Student & Employee Resources
Trent University has been an academic leader in Indigenous Studies since 1969. Across the University, we work to build and strengthen relationships, understanding and reconciliation between settlers and Indigenous communities. While at Trent and beyond, we encourage you to learn about the treaties where you live, and walk a path of reconciliation. These resources are designed to provide support for faculty, staff, and students in learning about the treaty and traditional territory on which Trent is located, and in engaging with reconciliation.
Resources for Further Learning
Trent University, in Peterborough and Durham, is located on the treaty and traditional territory of the Mississauga (Michi Saagiig) Anishnaabeg, which is made up of Curve Lake First Nation, Alderville First Nation, Hiawatha First Nation, and the Mississaugas of Scugog Island First Nation. A land acknowledgment recognizes the traditional lands of Indigenous peoples and is an appropriate way to show respect to Indigenous people of the region, their ancestors, and communities. It recognizes the significance of the land and our individual relationships with the land.
A smudging ceremony uses various medicines such as sage to create a cleansing smoke that is meant to heal the mind, body and spirit. Smudging occurs often at Trent University, and you are encouraged to participate when you have the opportunity.
A sacred fire is a common element of ceremonies in Indigenous cultures, including the Michi Saagiig Anishinaabeg. There are certain protocols to participating respectfully in a ceremony with a sacred fire.
Treaty Recognition at Trent University
Trent University honours the land upon which it is built, and its traditional occupants.
The Trent community is encouraged to visit and reflect upon the importance of the original treaties between Canada and local Indigenous Nations and experience first-hand the historical significance of the pre-confederation treaty map and signatories of the Michi Saagiig Anishnaabeg.
Visit Treaty installations on campus
The Land on Which Trent Sits is on display in both Bata Library and Durham GTA atrium. These exhibits display the treaties between Canada and local Indigenous Nations. Watch Trent Durham GTA treaty wall unveiling.
The Treaty Rock is a three-limestone boulder, located at the Bata Library bus loop, bearing the symbols of the Doodemag (clan totems) carvings of the Treaty 20 Michi Saagiig signatories as well as a statement identifying the Symons Campus lands as being situated on Michi Saagiig traditional territory. The installation was unveiled at the inaugural National Day for Truth and Reconciliation on September 30, 2021. Watch Treaty rock unveiling.
History of the Treaties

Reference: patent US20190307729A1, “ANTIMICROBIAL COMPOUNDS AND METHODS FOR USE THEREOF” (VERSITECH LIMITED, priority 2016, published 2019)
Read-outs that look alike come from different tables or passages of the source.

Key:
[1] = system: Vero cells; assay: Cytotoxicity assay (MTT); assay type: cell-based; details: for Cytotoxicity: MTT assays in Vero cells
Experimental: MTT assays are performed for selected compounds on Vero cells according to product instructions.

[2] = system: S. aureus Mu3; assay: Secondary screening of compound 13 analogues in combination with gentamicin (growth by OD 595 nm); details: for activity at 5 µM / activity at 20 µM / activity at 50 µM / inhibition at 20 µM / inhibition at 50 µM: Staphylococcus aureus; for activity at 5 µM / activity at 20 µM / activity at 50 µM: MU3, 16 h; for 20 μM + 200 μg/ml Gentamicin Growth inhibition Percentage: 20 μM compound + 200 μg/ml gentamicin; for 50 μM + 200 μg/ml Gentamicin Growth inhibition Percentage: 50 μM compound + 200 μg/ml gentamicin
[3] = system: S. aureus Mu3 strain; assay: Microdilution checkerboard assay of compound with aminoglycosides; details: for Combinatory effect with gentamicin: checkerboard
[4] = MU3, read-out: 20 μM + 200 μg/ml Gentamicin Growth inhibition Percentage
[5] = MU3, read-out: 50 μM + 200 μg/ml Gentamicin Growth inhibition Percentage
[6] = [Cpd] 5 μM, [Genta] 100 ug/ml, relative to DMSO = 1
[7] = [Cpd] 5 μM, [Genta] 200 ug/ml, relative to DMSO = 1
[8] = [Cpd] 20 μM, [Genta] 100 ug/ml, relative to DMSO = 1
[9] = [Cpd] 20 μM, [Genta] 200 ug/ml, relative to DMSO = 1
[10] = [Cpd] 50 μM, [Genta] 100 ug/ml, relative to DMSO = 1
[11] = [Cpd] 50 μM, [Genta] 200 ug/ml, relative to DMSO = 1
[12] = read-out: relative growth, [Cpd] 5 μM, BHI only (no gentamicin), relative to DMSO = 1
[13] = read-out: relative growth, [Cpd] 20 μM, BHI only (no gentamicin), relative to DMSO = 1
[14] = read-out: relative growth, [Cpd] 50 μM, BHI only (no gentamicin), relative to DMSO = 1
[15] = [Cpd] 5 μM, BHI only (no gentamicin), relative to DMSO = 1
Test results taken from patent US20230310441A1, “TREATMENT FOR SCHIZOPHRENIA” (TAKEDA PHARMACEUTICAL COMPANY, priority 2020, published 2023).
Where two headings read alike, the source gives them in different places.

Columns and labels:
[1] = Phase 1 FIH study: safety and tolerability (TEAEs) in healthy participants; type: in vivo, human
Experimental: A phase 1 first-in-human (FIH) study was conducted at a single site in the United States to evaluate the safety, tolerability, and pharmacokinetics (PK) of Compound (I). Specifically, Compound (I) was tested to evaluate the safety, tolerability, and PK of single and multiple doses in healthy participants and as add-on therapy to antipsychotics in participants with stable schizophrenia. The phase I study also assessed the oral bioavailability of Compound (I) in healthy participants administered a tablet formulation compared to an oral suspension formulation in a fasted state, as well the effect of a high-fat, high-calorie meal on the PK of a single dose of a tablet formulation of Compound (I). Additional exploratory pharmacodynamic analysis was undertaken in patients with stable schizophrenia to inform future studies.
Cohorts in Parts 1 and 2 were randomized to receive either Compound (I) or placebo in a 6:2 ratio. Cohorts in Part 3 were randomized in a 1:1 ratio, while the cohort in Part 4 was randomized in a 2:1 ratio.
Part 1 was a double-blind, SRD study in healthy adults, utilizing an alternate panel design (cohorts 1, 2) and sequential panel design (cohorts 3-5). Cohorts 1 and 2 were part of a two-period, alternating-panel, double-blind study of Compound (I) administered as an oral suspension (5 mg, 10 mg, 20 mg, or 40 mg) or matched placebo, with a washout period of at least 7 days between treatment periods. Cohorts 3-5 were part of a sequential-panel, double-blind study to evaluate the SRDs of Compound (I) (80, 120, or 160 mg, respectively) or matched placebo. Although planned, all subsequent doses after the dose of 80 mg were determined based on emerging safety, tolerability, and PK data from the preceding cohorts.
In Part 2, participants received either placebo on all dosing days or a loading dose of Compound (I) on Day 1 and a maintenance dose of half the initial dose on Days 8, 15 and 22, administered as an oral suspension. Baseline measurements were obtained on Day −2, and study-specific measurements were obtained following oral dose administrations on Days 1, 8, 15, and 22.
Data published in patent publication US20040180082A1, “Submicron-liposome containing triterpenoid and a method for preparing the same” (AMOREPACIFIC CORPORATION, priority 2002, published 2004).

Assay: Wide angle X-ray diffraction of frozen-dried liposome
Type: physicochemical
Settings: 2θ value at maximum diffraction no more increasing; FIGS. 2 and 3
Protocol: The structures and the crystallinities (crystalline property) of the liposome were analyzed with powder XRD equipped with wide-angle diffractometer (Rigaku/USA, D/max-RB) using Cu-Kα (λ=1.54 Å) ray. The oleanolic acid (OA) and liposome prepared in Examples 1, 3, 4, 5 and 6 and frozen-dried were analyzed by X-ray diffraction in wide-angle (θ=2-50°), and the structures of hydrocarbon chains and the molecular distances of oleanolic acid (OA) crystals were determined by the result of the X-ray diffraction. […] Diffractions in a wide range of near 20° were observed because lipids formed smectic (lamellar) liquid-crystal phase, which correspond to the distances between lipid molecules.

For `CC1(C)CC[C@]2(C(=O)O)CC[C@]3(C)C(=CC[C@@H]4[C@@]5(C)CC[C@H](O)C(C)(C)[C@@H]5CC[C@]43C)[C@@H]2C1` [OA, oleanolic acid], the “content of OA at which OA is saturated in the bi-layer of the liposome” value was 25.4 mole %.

Trent sits on the homeland of the Michi Saagiig Anishnaabeg who have lived in this territory for thousands of years. The arrival of Europeans led to a number of agreements or treaties which saw Indigenous lands transferred to the British Crown. These agreements were the way in which Britain, and later Canada, acquired land for European settlers.
Based on the Royal Proclamation of 1763, the Crown began to enter into treaties with Indigenous nations to transfer lands from Indigenous ownership to Crown. This process started before the establishment of Canada in 1867, continues into the 21st century.
After the War of 1812, in order to accommodate a growing European settler population, Upper Canada, as this area was known before Confederation, entered into a series of treaties with Indigenous Nations. In this area, they treated with the Rice Lake Mississauga.
Treaty 20 – The Rice Lake Purchase was signed on November 5, 1818, conveyed 1.952 million acres to the Crown in return for an annuity of 740 pounds per year.
After Confederation in 1867, Canada entered into a half-century of treaty-making with Indigenous peoples. The 11 numbered treaties were intended to open up the west for settlement and make way for a railway. In return, Indigenous nations were promised annuities, schools, health care and other forms of assistance. These treaties, seen as land cessions by Canada, were seen as land-sharing agreements by Indigenous leaders.
The signing of the Williams Treaties of 1923 marks the end of a fifty-year period of treaty-making between the new country called Canada and Indigenous nations.
Resources for Further Learning
Battell Lowman, E., and Barker, A. Settler: Identity and Colonialism in the 21st Century. Halifax and Winnipeg: Fernwood, 2016.
Joseph, B. 21 Things you may not know about the Indian act. Indigenous Relations Press, 2018
King, T. The inconvenient Indian: A curious account of native people in North America. Doubleday Canada, 2022.
Simpson, Leanne. As We Have Always Done: Indigenous Freedom Through Radical Resistance. University of Minnesota Press, 2017.
Talaga, Tanya. Seven Fallen Feathers. Toronto: House of Anansi, 2017
Williams, Doug. Michi Saagiig Nishinaabeg: This Is Our Territory. Winnipeg: ARP Books, 2018.
Regan, Paulette. Unsettling the Settler: Indian Residential Schools, Truth Telling, and Reconciliation. Vancouver: UBC Press, 2010
Ally Bill of Responsibilities:
Ally Bill of Responsibilities
Declaration on the Rights of Indigenous Peoples:
UN Declaration on the Rights of Indigenous Peoples (English)
Indigenous Ally Toolkit:
Indigenous Ally Toolkit
The Eighth Fire:
The Eighth Fire: Episode 1: Indigenous in the City
The Eighth Fire Episode 2: It's Time
The Eighth Fire Episode 3: Whose Land is it Anyway?
The Eighth Fire Episode 4: At the Crossroads
Transforming Relations: A Collaborative Collection:
Truth and Reconciliation Commission of Canada: Calls To Action:
Truth and Reconciliation Commission of Canada: Calls to Action (English)